"Maybe it was a grandparent, or a teacher, or a colleague. Someone older, patient, and wise, who understood you when you were young and searching, helped you see the world as a more profound place, gave you sound advice to help you make your way through it.
For Mitch Albom, that person was Morrie Schwartz, his college professor from nearly twenty years ago.
Maybe, like Mitch, you lost track of this mentor as you made your way, and the insights faded, and the world seemed colder. Wouldn't you like to see that person again, ask the bigger questions that still haunt you, receive wisdom for your busy life today the way you once did when you were younger?
Mitch Albom had that second chance. He rediscovered Morrie in the last few months of the older man's life. Knowing he was dying, Morrie visited with Mitch in his study every Tuesday, just as they used to back in college. Their rekindled relationship turned into one final "class": lessons in how to live.
Tuesdays With Morrie is a magical chronicle of their time together, through which Mitch shares Morrie's lasting gift with the world."
This is quite a heavy read, especially considering the time of year that it is. Then again, given Morrie's dying message to the world, perhaps this is something that we need to hear soon, regardless of the weather outside and regardless of whether or not we're spending time with family. It's never too late to try and get your life back in order. I have family that have already made New Year's resolutions and they have started already since that is what works for their lifestyle. They've rejected our cultural norm of making a change on January first. Really, life does not begin anew on January first. It only continues.
I have had this book sitting on my bookshelf gathering dust for years now. I don't really know what possessed me to pick it up this time when I came home, but I'm glad I did. I read a lot of books about death, but never has anyone been so straightforward about what death is like-- the mental process before death, for example: learning to forgive others, learning to love yourself, finding a purpose that makes you know that life is worth living. It seems so simple when you're given these answers in book form, but I don't think it could be a harder mission, especially if you feel that you've lost track of yourself somewhere along the way as you went away to college, tried to find a job, attempted to see the world, if you decide to marry someone someday, etc. All of these things, and others too, are beautiful and wonderful things to do in your life, but you need to do them for the right reasons and sometimes with your own interests in mind.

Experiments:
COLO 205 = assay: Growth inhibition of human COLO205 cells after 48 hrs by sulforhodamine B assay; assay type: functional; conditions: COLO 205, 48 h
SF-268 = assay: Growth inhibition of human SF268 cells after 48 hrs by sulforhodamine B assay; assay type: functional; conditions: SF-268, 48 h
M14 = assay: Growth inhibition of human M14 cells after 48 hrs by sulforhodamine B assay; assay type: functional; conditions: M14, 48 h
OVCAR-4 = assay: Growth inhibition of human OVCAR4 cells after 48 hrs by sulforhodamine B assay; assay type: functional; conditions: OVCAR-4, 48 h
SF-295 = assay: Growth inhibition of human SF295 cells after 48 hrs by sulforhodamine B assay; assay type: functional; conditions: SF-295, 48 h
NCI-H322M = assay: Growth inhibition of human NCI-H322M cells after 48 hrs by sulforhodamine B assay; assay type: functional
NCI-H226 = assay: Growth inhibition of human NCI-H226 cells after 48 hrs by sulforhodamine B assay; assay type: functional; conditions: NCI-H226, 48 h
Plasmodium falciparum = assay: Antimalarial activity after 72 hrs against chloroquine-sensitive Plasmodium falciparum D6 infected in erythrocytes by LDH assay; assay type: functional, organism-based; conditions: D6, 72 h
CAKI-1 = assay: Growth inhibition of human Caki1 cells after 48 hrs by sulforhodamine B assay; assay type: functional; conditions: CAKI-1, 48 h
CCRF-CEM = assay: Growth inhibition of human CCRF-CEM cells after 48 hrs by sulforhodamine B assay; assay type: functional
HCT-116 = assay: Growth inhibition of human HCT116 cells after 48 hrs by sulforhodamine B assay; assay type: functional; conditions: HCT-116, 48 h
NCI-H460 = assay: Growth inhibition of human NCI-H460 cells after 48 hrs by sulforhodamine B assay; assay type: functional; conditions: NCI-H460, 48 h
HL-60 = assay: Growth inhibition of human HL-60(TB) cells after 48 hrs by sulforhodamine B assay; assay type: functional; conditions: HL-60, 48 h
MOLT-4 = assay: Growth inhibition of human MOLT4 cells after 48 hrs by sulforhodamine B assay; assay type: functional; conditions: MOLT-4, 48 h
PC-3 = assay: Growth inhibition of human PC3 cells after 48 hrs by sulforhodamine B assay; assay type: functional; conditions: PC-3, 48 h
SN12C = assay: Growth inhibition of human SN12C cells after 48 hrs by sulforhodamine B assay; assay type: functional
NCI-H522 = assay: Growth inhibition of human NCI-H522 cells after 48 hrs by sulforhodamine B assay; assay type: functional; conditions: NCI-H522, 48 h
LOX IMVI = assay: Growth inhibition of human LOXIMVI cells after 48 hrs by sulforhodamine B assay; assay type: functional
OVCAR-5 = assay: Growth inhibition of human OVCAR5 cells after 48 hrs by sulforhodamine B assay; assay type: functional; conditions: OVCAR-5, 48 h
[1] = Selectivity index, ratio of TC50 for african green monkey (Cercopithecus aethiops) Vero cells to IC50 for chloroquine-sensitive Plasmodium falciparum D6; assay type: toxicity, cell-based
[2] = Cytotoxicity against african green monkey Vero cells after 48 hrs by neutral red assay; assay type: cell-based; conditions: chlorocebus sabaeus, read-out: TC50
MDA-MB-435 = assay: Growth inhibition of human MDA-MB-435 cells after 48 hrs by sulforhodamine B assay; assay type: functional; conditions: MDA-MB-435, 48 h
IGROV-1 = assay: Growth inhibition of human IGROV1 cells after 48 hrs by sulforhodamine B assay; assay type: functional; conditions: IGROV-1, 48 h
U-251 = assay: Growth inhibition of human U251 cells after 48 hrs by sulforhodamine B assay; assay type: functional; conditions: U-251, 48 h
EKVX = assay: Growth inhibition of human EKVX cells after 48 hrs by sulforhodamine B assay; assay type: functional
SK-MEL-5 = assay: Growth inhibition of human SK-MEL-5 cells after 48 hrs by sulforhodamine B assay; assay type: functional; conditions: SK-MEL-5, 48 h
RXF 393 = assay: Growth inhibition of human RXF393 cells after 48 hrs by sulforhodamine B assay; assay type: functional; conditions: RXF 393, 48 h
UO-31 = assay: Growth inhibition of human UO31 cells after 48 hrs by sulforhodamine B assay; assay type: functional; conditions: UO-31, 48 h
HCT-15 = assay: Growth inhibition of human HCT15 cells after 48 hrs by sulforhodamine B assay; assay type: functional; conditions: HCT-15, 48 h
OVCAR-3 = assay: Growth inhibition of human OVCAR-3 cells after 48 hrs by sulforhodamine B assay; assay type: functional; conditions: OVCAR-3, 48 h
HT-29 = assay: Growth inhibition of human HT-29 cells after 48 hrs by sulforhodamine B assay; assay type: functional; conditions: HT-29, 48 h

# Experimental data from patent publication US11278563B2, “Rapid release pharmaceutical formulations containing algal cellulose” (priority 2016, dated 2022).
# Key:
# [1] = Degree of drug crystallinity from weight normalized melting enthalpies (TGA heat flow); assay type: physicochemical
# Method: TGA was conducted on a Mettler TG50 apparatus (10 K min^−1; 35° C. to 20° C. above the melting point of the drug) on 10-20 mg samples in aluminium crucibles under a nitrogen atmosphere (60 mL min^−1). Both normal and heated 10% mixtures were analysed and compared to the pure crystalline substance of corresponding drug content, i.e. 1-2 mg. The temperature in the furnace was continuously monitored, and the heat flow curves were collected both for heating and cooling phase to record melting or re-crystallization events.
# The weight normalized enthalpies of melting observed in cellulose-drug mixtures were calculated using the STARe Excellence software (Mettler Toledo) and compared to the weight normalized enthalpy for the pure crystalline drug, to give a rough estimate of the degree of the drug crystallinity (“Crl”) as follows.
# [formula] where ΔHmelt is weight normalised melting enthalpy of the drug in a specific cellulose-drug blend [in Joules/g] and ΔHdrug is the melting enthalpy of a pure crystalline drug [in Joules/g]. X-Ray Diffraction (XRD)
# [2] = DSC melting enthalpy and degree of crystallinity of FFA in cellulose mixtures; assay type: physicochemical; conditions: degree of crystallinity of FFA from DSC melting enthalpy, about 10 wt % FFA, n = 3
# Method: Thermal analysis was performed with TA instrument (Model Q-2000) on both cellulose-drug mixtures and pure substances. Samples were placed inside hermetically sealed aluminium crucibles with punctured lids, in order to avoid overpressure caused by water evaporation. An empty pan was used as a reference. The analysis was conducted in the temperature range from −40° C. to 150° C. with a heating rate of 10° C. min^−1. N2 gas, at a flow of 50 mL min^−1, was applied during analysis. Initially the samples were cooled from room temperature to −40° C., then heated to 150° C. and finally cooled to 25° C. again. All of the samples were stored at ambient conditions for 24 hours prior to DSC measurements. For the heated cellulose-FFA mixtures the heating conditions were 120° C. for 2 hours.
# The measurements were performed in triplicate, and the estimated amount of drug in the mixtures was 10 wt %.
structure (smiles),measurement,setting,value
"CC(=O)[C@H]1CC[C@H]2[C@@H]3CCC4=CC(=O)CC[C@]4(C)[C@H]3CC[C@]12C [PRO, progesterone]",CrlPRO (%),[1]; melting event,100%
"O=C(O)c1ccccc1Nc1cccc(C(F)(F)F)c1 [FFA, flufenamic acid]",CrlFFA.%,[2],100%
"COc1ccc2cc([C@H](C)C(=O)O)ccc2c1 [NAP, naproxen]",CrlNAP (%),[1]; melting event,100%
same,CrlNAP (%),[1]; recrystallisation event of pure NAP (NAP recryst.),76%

I'm incredibly happy to have been introduced to such an incredible person as Morrie. Thank you, Mitch Albom. Most other readers couldn't have hoped to know him on such an intimate level if it hadn't been for you. Not even the television networks could give us such a glimpse into Morrie's life. But that's a matter of personal opinion, I suppose.
This is a book that everyone should read no matter where you are in your walk of life and no matter your religious or cultural background, since we all have the same beginning and the same ending: birth to death. It's never too late to start thinking about the rest of your life and how you perceive it. Why not start now?
If you want a book that sticks with you, look no further.
I give 'Tuesdays with Morrie':